Apoptosis assay

A total of 3×104 PC-9 and PC-9 ER cells were seeded into each well of 6-well plates. The cells were treated with 3 µM gemcitabine or 0.1 µM vinorelbine, for 48 h in the previously described conditions. Control cells were treated with the same concentration of DMSO. The apoptotic cells were stained using the TACS Annexin V-FITC Apoptosis Detection kit (R&D Systems, Inc., Minneapolis, MN, USA), which included propidium iodide, according to the manufacturer's protocol. The proportion of apoptotic cells was evaluated using the Gallios Flow Cytometer (Beckman Coulter, Inc., Brea, CA, USA) and analyzed with FlowJo software 7.6.5 (TOMY Digital Biology Co., Ltd., Tokyo, Japan).

Reverse transcription-quantitative polymerase chain reaction (RT-qPCR)

Total RNA was isolated from cells using an RNeasy Mini kit (Qiagen, Inc., Valencia, CA, USA) according to the manufacturer's protocol, and 2 µg of total RNA was subjected to RT using the High-Capacity RNA-to-cDNA kit (Thermo Fisher Scientific, Inc., Waltham, MA, USA) according to the manufacturer's protocol. qPCR was performed using the KAPA SYBR FAST qPCR kit (Kapa Biosystems, Inc., Wilmington, MA, USA) and an ABI Prism 7000 Sequence Detection System (Applied Biosystems; Thermo Fisher Scientific, Inc.) according to the manufacturer's protocol. The thermocycler settings were 40 cycles of 95°C for 5 sec and 60°C for 30 sec. The sequences of the primers used in the present study were bought from the Roche Life Science Assay Design Center (Roche Molecular Systems, Inc., Pleasanton, CA, USA), and were as follows: GAPDH forward, 5′-GAGTCAACGGATTTGGTCGT-3′ and reverse, 5′-TTGATTTTGGAGGGATCTCG-3′; ATP-binding cassette (ABC)B1 forward, 5′-GAAATTTAGAAGATCTGATGTCAAACA-3′ and reverse, 5′-ACTGTAATAATAGGCATACCTGGTCA-3′; ABCC1 forward, 5′-CCATGTGGGAAAACACATCTT-3′ and reverse, 5′-CTGTGCGTGACCAAGATCC-3′; ABCC2 forward, 5′-AGTGAATGACATCTTCACGTTTG-3′ and reverse, 5′-CTTGCAAAGGAGATCAGCAA-3′; ABCC3 forward, 5′-CCTGGCTGTGCTCTACACCT-3′ and reverse, 5′-GATTCCAGCCGCTTCAGTT-3′; ABCC5 forward, 5′-GCAGTAAAGCCAGAGGAAGG-3′ and reverse, 5′-CAGCCTGGATGTAGACACCATA-3′; and ABCG2 forward, 5′-TGGCTTAGACTCAAGCACAGC-3′ and reverse, 5′-TCGTCCCTGCTTAGACATCC-3′.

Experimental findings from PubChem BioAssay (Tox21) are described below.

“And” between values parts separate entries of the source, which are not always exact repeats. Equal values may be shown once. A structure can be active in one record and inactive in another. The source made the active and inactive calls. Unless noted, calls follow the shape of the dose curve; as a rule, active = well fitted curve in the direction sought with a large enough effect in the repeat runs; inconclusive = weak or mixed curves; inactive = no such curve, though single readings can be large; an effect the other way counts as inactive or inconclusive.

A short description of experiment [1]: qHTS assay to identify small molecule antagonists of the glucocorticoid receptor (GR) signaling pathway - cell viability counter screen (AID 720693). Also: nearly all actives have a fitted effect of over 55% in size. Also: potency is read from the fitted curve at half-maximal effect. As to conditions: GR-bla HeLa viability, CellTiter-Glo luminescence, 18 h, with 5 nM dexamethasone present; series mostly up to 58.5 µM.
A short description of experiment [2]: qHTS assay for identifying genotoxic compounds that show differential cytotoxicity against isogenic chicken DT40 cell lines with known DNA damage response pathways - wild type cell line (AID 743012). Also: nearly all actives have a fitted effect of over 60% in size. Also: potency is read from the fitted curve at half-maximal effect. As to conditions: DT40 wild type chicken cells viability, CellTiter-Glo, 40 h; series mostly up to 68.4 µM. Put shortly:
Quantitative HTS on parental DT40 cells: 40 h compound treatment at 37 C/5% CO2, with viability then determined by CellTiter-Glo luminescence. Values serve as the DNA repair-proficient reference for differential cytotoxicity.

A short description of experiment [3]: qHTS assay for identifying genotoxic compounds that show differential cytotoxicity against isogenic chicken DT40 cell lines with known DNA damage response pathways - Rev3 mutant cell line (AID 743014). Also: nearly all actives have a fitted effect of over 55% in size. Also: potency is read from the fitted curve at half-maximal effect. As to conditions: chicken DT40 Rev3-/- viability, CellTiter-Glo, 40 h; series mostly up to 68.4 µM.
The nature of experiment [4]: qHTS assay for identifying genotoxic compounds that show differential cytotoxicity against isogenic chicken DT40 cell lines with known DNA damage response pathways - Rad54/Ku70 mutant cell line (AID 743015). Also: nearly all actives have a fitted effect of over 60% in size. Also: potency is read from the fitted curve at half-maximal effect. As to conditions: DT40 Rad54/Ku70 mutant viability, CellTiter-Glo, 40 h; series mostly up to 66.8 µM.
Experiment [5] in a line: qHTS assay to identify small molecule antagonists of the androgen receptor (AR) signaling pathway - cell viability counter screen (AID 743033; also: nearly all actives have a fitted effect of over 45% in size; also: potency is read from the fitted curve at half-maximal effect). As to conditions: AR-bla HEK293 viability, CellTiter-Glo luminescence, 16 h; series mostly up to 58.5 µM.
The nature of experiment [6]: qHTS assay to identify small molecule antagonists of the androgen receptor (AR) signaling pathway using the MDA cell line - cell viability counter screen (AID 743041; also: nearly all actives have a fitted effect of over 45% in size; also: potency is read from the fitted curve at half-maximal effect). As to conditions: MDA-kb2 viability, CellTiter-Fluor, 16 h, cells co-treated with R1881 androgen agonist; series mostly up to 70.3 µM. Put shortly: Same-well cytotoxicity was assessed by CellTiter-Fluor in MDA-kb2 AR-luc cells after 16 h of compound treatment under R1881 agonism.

Samples were analyzed in triplicate, and the experiment was repeated three times. Relative quantification values were calculated by comparison with GAPDH using the quantification cycle (Cq) method (27).

Patients and treatments

The patient records of two individuals treated for EGFR mutation-positive NSCLC at Keio University hospital were selected based on a case review conference, in which patients with lung cancer who had experienced extraordinary or unusual patterns of disease presentation or progression, or patients who received unusual treatment courses, were discussed. Informed written consent was obtained from these individuals.